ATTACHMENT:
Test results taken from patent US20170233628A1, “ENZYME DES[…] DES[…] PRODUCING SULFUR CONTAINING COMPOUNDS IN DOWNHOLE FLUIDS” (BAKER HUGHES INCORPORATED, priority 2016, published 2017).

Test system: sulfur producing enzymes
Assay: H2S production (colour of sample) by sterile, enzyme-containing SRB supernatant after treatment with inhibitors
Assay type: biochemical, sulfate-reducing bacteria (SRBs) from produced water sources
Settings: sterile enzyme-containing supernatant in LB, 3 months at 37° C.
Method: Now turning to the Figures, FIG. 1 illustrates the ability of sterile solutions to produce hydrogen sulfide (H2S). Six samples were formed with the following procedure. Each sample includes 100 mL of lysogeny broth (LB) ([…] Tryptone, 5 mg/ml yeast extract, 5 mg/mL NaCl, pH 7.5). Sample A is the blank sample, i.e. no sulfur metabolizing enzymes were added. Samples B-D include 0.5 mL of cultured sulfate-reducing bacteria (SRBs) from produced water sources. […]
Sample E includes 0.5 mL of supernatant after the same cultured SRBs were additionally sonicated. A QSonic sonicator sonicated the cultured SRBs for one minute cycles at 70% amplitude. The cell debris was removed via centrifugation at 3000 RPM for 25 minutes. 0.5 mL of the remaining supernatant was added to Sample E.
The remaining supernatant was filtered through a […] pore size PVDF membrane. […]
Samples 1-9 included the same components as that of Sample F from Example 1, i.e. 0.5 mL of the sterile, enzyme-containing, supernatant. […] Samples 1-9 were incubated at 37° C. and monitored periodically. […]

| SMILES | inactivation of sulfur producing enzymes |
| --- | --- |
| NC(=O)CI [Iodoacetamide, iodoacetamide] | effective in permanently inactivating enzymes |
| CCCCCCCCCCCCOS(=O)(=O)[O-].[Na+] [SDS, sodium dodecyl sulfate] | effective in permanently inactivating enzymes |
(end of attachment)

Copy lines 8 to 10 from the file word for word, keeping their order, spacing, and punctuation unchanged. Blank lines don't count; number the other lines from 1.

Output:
The remaining supernatant was filtered through a […] pore size PVDF membrane. […]
Samples 1-9 included the same components as that of Sample F from Example 1, i.e. 0.5 mL of the sterile, enzyme-containing, supernatant. […] Samples 1-9 were incubated at 37° C. and monitored periodically. […]

| SMILES | inactivation of sulfur producing enzymes |